Media pundits could actually do some good if, instead of obsessing about the money race, they’d at least discuss measures that would make money less important, and ideas and policies more important. The vast majority of Democrats and Republicans have always been eager to sell themselves to at least some extent. But campaign reform is not impossible even so. It has become more difficult, however, thanks to our vaunted judiciary. At least since Buckley v.Valeo in 1976, a philosophically confused and increasingly ideologically driven Supreme Court has been an obstacle in the way of democratic reform, applying a warped conception of free speech, according to which buying “access” to politicians is a form of free expression, to impede public deliberation and to enhance the power of economic elites. As recent rulings about the feckless McCain-Feingold electoral finance reforms make clear, the problem is now worse than ever with Bush appointees John Roberts and Samuel Alito on the Supreme Court. But there is still much that could be done – for example, Congress could require that publicly licensed media outlets give ample free time to all significant candidates; it could raise the amount of money available through public financing; and it could require embarrassing disclosure statements and the like for candidates who opt out of public financing. The Pelosiites are clearly not up to the task. [On the concept of pelosiism, see “Pelosiism: the Highest Stage of Clintonism,” May 28.] As with so much else, the initiative will have to come from “below,” from us.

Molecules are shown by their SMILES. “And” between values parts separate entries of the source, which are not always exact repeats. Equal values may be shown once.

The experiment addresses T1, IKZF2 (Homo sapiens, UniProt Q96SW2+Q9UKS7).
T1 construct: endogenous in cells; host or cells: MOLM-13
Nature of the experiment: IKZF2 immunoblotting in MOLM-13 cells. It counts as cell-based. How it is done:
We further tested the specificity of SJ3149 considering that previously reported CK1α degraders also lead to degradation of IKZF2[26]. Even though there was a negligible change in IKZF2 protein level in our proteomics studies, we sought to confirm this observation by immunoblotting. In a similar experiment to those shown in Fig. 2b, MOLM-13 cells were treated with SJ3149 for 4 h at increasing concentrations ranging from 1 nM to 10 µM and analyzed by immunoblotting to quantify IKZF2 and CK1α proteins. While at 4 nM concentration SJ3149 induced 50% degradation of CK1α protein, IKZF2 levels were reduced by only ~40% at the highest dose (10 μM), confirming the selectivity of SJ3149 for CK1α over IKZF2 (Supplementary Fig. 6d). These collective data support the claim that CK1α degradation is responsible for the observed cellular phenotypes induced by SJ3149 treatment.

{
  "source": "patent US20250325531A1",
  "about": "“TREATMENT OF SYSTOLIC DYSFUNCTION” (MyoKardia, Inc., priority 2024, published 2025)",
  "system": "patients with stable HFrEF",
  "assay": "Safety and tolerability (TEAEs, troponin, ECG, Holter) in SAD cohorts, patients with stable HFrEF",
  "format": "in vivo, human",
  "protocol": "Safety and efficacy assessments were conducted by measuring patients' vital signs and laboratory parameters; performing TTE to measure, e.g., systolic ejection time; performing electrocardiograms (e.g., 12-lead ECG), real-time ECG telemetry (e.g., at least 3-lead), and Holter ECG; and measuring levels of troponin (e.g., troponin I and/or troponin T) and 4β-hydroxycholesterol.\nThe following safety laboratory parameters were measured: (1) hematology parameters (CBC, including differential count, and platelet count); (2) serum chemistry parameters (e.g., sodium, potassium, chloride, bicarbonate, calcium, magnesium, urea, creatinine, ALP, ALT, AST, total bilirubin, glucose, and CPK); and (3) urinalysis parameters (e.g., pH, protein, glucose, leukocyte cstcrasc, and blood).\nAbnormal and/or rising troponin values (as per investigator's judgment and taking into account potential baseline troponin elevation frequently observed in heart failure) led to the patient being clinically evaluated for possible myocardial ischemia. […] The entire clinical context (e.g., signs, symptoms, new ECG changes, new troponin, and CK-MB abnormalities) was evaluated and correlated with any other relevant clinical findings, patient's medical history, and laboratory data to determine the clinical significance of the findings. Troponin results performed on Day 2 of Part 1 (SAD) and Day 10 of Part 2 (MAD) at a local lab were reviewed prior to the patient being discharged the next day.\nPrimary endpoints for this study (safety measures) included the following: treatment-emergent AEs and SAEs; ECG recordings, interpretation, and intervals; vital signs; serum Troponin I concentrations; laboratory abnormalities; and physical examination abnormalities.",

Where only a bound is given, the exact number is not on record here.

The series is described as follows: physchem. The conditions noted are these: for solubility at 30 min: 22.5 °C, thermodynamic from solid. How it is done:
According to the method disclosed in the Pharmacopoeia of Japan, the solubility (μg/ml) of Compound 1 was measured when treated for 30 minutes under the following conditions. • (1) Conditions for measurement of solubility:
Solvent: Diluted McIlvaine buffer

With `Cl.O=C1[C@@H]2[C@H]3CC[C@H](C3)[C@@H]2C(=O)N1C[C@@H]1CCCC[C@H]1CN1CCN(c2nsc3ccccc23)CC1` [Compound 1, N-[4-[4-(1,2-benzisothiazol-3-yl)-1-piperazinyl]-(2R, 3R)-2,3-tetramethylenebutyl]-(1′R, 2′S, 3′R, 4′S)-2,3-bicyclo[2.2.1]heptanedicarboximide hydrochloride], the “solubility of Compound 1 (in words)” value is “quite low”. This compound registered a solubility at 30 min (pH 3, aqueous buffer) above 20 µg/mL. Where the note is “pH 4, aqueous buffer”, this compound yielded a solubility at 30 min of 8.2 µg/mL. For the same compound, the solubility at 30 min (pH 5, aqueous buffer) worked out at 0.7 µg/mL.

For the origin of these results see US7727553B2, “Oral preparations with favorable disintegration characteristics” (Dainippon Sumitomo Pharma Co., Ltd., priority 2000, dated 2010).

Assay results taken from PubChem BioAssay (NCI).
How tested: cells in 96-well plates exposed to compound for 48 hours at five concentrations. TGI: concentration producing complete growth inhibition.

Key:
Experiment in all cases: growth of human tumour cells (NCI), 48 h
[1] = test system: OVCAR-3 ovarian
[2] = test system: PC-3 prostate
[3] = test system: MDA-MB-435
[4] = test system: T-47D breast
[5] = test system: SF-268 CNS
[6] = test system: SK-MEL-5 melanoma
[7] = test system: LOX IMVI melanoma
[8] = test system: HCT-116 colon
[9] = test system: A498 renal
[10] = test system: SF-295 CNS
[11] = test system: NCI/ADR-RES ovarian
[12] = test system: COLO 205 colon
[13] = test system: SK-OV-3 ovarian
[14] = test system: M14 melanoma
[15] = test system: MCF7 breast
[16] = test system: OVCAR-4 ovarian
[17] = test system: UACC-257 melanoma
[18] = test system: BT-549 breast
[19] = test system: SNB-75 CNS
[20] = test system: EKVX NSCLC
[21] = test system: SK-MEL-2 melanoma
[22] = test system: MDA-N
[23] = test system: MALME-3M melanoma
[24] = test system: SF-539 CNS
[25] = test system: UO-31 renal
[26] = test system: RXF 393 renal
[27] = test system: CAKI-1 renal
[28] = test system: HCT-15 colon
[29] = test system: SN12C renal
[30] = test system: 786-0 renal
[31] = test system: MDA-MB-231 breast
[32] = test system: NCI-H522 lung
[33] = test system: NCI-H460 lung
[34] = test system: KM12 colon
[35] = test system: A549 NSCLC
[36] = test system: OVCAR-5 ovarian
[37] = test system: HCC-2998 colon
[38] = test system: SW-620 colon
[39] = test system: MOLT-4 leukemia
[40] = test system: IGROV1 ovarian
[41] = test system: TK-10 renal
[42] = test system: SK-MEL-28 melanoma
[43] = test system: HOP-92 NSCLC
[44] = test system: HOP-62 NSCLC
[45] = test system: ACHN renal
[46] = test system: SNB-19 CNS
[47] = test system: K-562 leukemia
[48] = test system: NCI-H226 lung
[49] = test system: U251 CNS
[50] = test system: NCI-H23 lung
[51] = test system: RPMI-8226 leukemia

For now, though, with state primaries bunched together just after the Iowa caucuses and the New Hampshire primary, and with so many anti-Bush voters still, as in 2004, strategizing like pundit wannabes -- all the while taking cues from the corporate media’s framing of the contest -- exposure and therefore money just might be decisive. It is becoming clear that “debates” that are anything but debates will not clear the air; certainly none of the three already held have come close. In the last one, the June 28 “forum” at Howard University, it was all but impossible to discern an iota of difference, at the level of policies and programs, between most of the candidates. Were it not for Kucinich and Gravel, there’d not even be much point in watching – except in the hope that someone named Hillary would make a gaffe. Too bad she is so clever. If the decisive issue ultimately is money -- as it need not be, should not be, but could well be -- it may also be too bad that Obama is so clever too.